We have the most amazing trainers this year lined up for Blackhoodie at Troopers 2019. We have Thais, Silvia, Lisa and Ninon going to give workshops on various interesting topics! Below are some of the workshop contents:
64-bit shellcoding and introduction to buffer overflow exploitation on Linux by Silvia Väli
64-bit shellcoding and introduction to buffer overflow exploitation on Linux is a 3 hour workshop which is essentially divided into 3 parts:
- Introduction to 64-bit architecture in order to get familiar with registers, stack, calling conventions described in the Intel 64 (x86-64) architecture manual and the most common assembly instructions and syscalls which we will later use to write our shellcodes.
- Shellcoding where we try different techniques to write the shellcode and of course you gonna get to greet the shellcoding world with your own Hello World shellcode in addition to reverse shell which we will use later on in part 3
- Introduction to buffer overflows, so you can put your newly received know-how about stack into practise right away. Shellcode without being used is a wasted shellcode! Part 3 ends with a buffer overflow challenge where your goal is to use your reverse shellcode to get a connection back to your machine.
- Get familiar with command line tools like nasm, objdump, ld, ausyscall, and gdb
- Learn how to find global and local variables using gdb and identify the corresponding sections; navigating in functions and examining memory in gdb
- Learn the basics of assembly language instructions and how to write your own assembly programs
- Get familiar with the basics of x86-64 architecture, using syscalls in shellcoding, JMP technique when writing shellcode
- Introduction to stack based buffer overflows
Participants are expected to either build their own Ubuntu 16.04 VM-s per given instructions or simply download the ready made machine provided for them and import it to Virtualbox.
Bug hunting with SMT solvers by Thais
- Ability to model problems with SMT solvers
- Software exploration with Symbolic execution
- Understand the value of static analysis for bug hunting
- Whitebox fuzzing using Z3 Python APIs
- Usage of open-source and free symbolic execution tools
- VMware Workstation (at least version 12) (no VirtualBox)
- At least 40GB of free disk space
- At least 8GB of RAM
- A laptop with administrative privileges
Introduction to Return Oriented Programming by Lisa
This 3 hour workshop aims to be fitting for people with varying background, as it starts easy and with detailed explanation on hands-on exercises but increases difficulty over time. In the shellcoding workshop by Silvia Väli we learn how to write shellcode to exploit a stack based buffer overflow. In order to prevent these attacks security mechanisms like Data Execution Prevention were developed. This protection prevents the stack from being executed. How can we get a shell if the stack is not executable? Return Oriented Programming (ROP) is a neat technique to defeat this protection and it enables us to write shellcode again.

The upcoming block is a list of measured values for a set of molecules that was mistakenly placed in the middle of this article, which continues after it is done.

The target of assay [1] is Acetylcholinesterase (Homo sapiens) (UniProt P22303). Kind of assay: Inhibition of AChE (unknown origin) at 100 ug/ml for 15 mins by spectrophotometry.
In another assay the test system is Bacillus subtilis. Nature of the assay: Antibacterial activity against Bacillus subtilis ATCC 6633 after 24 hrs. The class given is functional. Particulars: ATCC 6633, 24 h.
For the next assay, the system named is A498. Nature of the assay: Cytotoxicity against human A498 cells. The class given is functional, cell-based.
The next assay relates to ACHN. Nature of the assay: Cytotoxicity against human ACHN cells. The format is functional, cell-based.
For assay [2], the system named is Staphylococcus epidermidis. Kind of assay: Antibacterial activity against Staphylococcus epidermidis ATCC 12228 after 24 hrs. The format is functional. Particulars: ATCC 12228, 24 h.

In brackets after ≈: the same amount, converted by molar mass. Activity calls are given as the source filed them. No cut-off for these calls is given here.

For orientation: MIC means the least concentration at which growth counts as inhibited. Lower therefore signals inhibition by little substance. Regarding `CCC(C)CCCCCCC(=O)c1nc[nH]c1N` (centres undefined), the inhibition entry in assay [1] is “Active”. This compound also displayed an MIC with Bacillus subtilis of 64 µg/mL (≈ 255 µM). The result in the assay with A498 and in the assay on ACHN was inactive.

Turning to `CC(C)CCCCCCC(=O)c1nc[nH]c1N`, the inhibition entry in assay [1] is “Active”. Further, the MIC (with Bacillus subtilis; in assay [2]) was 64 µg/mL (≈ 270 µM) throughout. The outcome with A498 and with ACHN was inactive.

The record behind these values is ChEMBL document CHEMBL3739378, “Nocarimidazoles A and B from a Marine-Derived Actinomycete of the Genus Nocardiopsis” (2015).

The basic idea of ROP is to use code snippets that are already in the binary. This way, we can put the shellcode together like we would tinker a blackmailing letter from old newsletters, putting the fitting pieces one after another, until we get the payload we want. We will work on Linux (64 Bit), get to know the libc, and debug the process. By observing the stack and registers, we will see how choosing code snippets that end with a ‘return’ (ROP-gadgets) plays out.
The workshop contains 3 exercises of different stages.
- Exploring the challenge together to get an easy start and to get to know the environment, commands and tools.
- Explore the exploit on your own, with my assistance when needed.
- Solve the challenge with ASLR turned on (without PIE). This will get us a longer ROP-Chain, we will have a look on other useful segments like the Global Offset Table and how to use this for exploitation.
- Understanding the basic principles of Return Oriented Programming
- Using information about the Global Offset Table to develop an exploit
- Get familiar with tools and extensions like gdb(with peda), pwntools, ropper and other useful linux command line tools
Some sort of hypervisor (e.g. Virtualbox or VMWare) to import a provided VM (.ova) or build your own with provided instructions. To save disk space and effort the VM will be the same as the VM for the 64 bit shellcoding Workshop by Silvia Väli
This is not all. We have even more topics where the students get to explore much more areas in the low level world! If you are going to be an attendee, be ready to delve deep into the hands on sessions! Don’t be intimidated if this is your first time. We are all here to help you. I am sure you will have so much fun learning!
Taking this opportunity to thank our wonderful trainers for coming up with such amazing workshops. Thank you girls! You rock! 🙂